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White Pages, The End of An Era

by Tom Moccia | November 15, 2010November 15, 2010 2:00 pm PDT

The white pages has been a staple for almost as long as the telephone has been around, and frankly played an important role in some of our lives growing up. When we got in trouble in school, writing and reading the phone book was a popular punishment in our Catholic elementary schools. We pulled out the white pages when we got bored and needed some people to prank call. The white pages made us feel bigger than we were and propped us to the right height to eat special lunch and dinners at Grandmas house. Probably the most meaningful usage of the legendary white pages was when my Dad would use them to help me see over the steering wheel and let me drive in an open parking lot while he managed the pedals from the passenger seat.

phone-booksWith the proliferation of the Internet and cell phones the white pages have become all but unnecessary as cell phone numbers are not published in those massive tomes; not to mention you can get virtually any phone number you want from the net. Regulators have finally come to see this reality and have  started granting telecommunications companies the okay to stop printing residential phone books. The states of New York, Florida, and Pennsylvania have approved Verizon’s request to eliminate residential white pages.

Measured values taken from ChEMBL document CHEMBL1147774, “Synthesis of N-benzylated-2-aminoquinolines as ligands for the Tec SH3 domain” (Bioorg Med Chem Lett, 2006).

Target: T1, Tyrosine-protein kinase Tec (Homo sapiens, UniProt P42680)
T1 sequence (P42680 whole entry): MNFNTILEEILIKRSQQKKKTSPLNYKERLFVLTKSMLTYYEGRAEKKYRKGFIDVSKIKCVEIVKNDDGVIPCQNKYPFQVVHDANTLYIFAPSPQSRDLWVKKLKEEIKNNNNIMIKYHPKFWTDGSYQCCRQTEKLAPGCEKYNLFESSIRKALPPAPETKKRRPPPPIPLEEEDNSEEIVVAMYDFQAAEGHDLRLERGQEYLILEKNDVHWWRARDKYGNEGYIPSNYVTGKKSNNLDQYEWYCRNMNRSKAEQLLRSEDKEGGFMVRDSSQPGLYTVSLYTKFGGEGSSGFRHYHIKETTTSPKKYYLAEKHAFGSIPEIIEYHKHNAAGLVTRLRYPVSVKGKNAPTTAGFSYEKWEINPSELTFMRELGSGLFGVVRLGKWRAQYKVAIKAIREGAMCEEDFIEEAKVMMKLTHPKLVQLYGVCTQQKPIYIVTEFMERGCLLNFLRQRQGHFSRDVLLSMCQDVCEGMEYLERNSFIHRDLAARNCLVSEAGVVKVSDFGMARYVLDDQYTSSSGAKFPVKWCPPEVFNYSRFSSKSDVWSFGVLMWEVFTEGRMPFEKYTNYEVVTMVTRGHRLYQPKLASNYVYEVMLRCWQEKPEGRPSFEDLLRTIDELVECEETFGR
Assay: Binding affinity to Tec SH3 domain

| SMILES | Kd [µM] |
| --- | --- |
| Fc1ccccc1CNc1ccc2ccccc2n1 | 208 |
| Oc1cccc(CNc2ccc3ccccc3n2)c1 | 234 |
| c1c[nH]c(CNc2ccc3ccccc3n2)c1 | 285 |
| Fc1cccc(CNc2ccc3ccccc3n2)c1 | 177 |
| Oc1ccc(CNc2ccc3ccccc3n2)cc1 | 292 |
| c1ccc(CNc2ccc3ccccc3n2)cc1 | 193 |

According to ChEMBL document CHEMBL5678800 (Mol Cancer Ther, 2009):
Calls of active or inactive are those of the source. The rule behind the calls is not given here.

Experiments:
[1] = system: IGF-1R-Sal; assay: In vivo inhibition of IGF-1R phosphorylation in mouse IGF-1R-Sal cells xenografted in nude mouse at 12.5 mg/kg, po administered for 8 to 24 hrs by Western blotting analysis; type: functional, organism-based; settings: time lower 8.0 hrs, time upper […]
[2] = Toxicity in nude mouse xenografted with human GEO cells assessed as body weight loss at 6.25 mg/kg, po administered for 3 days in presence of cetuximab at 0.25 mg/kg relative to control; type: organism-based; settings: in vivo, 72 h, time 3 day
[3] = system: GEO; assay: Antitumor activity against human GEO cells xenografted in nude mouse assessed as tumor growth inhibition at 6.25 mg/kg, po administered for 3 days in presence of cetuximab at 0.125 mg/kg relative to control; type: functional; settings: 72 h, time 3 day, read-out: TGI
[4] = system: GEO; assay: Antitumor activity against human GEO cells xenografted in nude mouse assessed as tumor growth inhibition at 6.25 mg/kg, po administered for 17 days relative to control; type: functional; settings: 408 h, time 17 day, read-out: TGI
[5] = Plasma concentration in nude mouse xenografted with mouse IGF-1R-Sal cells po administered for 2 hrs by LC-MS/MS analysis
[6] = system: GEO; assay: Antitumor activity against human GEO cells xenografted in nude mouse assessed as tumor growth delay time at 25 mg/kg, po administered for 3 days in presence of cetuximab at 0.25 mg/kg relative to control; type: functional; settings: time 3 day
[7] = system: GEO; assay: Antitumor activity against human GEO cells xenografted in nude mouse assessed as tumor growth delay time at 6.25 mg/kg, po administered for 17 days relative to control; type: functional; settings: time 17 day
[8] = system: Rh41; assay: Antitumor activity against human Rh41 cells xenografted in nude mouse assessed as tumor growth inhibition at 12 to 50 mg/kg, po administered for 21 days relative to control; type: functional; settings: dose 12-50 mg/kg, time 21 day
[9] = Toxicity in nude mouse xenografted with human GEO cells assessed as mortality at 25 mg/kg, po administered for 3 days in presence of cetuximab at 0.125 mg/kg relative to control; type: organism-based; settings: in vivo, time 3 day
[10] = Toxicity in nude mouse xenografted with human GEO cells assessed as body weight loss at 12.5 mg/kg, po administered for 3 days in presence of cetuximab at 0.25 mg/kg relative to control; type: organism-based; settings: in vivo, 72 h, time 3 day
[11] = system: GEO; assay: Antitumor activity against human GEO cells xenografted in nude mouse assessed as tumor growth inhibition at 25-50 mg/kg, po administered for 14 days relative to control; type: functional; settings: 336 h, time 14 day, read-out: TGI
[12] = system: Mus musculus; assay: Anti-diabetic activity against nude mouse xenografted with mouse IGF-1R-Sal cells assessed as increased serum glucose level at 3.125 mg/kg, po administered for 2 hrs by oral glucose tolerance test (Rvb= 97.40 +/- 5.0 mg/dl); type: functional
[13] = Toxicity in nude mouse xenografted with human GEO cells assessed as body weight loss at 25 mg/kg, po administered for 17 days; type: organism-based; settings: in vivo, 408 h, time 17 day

Robert Thompson, a pop culture professor at Syracuse University, jokes, “Anybody who doesn’t have access to some kind of online way to look things up now is probably too old to be able to read the print in the white pages anyway.”

Eliminating residential white pages would reduce the environmental impact by using less paper and ink as well as increasing profit margins by cutting production costs.

The first white pages directory was printed in 1878 and was one page that included all the residential customers in New Haven, Connecticut and culminated in the New York City white pages that weighed in at 3 pounds 9 ounces which ironically enough is about how much 12 smart phones weighs.

With the eventual total elimination of the white pages we will be losing a big part of Americana and personally, some great childhood memories. As much as I agree with the decision to eliminate them I can’t help but be a bit saddened.

What will you miss about the white pages, functionality, memories, neither or both?


Tom Moccia

Tom Moccia is a native of Stamford, Connecticut and moved his family west in 2000 and now calls Stockton, California home with his wife and two...

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